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Firm Sees Appearances Measure Up : Special Instruments Test Products for Visual Characteristics

February 10, 1986|MICHAEL ABRAMOWITZ | Washington Post

As Philip Hunter knows all too well, appearances can often be deceiving. When Florida citrus growers came to his company years ago, they had a unique problem: They had trouble making sure the color of their orange juice matched U.S. standards.

Their difficulties, Hunter said, led to squabbles with federal inspectors, but Hunter Associates Laboratory solved all that--it provided a device that would automatically tell growers that their orange was as orange as need be.

"What you see is not always what you think you see. We think you can translate what you think you see into something you can measure with an instrument," Hunter, president of the company that bears his family name, said in a recent interview.

Hunter and his company are in what's known as the "appearance measurement" business. That essentially means designing and manufacturing devices that can measure color, gloss, haze and other such visual characteristics in a wide range of business products.

It's a small field, but one in which the Reston, Va., firm has developed a comfortable niche.

The company does business with dozens of manufacturing concerns, including Procter & Gamble, Benjamin Moore paints, Ford and General Motors. Yearly sales are more than $15 million, Hunter said, and recently the firm broke ground for a 61,000-square-foot headquarters facility.

In other words, it's a far cry from the small testing and consulting firm founded in 1952 by Philip Hunter's father, Richard S. Hunter.

Richard Hunter originally worked right out of his McLean, Va., home. Today the company he spawned employs more than 160 workers in a complicated development and marketing operation that sells its products in more than 60 countries.

The elder Hunter, who was the brains behind HunterLab, got his start in 1927 as a scientist at the National Bureau of Standards, and then as an optical engineer at the Gardner Laboratory in Bethesda, Md., according to his son. In those early days, analyzing and measuring colors were exacting, time-consuming tasks that took hours.

Realm of Specialists

They were also largely the realm of specialists. According to his son, Richard Hunter saw substantial business applications. "He realized that the systems that the scientists developed were not that comprehensible to those of us in the business community," said Philip Hunter, who succeeded his father in 1981 as president after eight years with the firm.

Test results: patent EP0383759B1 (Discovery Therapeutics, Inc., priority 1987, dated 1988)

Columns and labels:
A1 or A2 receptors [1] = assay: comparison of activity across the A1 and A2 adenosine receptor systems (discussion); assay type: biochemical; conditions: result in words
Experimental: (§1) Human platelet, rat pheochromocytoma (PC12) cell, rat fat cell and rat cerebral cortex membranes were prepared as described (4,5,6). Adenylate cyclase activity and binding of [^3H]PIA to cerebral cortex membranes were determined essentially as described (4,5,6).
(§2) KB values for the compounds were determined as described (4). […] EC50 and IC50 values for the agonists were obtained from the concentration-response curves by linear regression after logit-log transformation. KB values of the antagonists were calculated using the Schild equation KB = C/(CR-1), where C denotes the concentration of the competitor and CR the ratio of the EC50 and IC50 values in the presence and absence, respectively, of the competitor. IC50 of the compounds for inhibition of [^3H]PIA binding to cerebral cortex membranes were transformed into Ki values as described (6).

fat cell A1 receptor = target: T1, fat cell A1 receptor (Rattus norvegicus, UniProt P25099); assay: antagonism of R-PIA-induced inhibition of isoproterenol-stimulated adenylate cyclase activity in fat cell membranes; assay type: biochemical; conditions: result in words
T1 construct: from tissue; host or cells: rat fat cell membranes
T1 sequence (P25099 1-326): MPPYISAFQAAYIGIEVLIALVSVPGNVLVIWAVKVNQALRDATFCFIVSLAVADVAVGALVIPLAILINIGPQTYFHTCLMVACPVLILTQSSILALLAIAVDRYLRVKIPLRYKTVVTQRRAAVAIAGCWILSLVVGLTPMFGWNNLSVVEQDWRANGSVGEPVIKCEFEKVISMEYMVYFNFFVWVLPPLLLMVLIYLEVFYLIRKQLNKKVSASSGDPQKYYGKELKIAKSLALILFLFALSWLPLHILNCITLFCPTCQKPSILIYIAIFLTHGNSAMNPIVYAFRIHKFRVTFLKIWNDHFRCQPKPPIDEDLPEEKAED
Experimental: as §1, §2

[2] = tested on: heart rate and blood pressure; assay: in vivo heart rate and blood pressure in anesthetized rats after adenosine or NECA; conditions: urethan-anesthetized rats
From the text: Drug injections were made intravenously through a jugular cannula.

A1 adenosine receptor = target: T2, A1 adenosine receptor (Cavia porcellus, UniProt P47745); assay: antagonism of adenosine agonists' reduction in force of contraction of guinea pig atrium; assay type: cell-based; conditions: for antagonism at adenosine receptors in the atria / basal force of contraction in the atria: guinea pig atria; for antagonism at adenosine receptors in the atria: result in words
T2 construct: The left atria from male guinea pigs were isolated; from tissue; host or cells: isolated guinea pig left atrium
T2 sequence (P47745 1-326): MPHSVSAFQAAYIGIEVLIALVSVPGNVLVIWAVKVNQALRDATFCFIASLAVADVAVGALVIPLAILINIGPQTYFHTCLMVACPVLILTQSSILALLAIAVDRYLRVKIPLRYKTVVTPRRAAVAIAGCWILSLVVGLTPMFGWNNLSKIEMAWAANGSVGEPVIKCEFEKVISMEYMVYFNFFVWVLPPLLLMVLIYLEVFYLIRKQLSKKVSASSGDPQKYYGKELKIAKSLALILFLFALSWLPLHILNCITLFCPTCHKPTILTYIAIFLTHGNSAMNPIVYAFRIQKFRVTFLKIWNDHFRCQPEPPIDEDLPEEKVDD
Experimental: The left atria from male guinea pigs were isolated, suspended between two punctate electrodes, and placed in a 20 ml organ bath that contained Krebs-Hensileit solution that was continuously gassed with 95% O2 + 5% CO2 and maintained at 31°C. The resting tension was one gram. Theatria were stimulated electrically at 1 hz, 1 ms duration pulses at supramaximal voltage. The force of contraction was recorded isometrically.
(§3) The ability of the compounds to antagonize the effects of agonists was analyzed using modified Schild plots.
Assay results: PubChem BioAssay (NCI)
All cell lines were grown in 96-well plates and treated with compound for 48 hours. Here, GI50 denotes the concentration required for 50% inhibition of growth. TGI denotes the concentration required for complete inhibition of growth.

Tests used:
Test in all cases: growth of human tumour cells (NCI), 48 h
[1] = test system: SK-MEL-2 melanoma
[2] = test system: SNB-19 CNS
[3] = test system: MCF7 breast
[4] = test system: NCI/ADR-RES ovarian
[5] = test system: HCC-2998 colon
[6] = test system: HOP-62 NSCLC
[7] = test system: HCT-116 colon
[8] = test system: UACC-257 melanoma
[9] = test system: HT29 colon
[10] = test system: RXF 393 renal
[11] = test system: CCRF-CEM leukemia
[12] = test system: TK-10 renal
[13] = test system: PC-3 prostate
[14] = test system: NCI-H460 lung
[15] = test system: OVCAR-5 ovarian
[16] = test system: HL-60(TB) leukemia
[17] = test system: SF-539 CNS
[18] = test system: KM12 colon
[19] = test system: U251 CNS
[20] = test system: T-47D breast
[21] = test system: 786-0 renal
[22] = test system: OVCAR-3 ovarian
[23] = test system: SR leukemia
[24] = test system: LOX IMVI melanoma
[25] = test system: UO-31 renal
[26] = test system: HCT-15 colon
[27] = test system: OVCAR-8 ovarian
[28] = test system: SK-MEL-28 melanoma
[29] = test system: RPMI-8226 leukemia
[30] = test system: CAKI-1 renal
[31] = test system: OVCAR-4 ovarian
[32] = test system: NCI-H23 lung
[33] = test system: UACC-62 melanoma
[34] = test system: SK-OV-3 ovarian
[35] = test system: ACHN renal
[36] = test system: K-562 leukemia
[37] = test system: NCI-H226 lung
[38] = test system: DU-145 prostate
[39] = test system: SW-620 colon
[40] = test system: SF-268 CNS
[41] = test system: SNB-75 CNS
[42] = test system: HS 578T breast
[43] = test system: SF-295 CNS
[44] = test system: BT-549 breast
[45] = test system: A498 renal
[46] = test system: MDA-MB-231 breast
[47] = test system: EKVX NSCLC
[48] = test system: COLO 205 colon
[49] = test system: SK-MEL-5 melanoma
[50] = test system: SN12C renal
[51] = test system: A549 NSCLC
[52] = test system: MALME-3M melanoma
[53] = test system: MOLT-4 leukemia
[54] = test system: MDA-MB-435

The elder Hunter developed a model of color space--a scale, essentially, along which one can classify quantitatively color and other visual attributes of an object. He also developed instruments--known in the trade as "colorimeters" and "spectrophotometers"--with which businesses and others are able to measure those visual attributes according to his scale, known as the "L,a,b" system. Today, these instruments can perform in a matter of seconds tasks that once took Hunter hours.

Neither the scale nor the instruments were entirely new concepts. The trick was that the Hunter system was comprehensible outside laboratories.

Richard Hunter "introduced a concept that was more easily understood," said Charles G. Leete, secretary of the Manufacturers Council on Color and Appearance, a trade association for nine companies involved in the color-instrumentation business. "The other scales had numbers nobody else could relate to unless they were scientists," he said.

Although the science of optical engineering has advanced rapidly since the company was founded, the scale and the instruments remain at the heart of the business.

"Our perception of color changes from day to day. This doesn't," said Philip Hunter, pointing to one of the colorimeters in the laboratory.

Explaining the importance of the device, he added: "If you're in California and I'm in Texas, and I'm going to make one piece of equipment and you're going to make another--but they're going to bolt together--by using an instrument we make, you know you can match."

Measure Soap Color

HunterLab's first major customer was Procter & Gamble, which bought some instruments in the 1950s to measure the color of its soaps. Since then HunterLab has greatly expanded the scope of its business, said Hunter:

- GM and Ford use HunterLab instruments to help measure the finish on their new cars, as well as the upholstery inside.

- Textile manufacturers buy equipment to help them sort material sent to garment makers.

- Benjamin Moore, a paint manufacturer, used the instruments to set up a computerized color-matching system for its retail distributors. Customers can walk into the store, show an object, and ask to buy a paint that matches.

- USA Today uses HunterLab equipment to control color production at its printing plants.

- Frito-Lay uses colorimeters to measure the appearance of its corn chip snacks.

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